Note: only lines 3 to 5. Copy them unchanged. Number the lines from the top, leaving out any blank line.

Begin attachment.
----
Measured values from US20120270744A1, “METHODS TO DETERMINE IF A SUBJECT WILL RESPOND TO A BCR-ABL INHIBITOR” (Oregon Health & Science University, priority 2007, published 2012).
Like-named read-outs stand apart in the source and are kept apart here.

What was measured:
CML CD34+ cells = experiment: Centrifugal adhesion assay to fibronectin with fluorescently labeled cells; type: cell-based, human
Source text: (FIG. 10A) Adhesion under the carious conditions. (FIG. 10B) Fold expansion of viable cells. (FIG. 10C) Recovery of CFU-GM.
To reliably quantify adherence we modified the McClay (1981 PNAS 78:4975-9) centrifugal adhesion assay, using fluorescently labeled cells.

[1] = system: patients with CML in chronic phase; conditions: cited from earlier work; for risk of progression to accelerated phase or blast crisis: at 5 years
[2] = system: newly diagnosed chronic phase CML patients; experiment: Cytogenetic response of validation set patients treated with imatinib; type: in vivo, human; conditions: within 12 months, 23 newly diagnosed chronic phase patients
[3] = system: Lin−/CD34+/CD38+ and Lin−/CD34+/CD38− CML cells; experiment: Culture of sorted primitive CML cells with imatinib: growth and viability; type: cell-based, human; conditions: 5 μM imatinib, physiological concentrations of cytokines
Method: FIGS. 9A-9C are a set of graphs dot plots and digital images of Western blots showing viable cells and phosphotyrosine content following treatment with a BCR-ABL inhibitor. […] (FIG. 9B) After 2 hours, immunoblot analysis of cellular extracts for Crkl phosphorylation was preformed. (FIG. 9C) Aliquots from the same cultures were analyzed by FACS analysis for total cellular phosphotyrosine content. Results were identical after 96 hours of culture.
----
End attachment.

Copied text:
What was measured:
CML CD34+ cells = experiment: Centrifugal adhesion assay to fibronectin with fluorescently labeled cells; type: cell-based, human
Source text: (FIG. 10A) Adhesion under the carious conditions. (FIG. 10B) Fold expansion of viable cells. (FIG. 10C) Recovery of CFU-GM.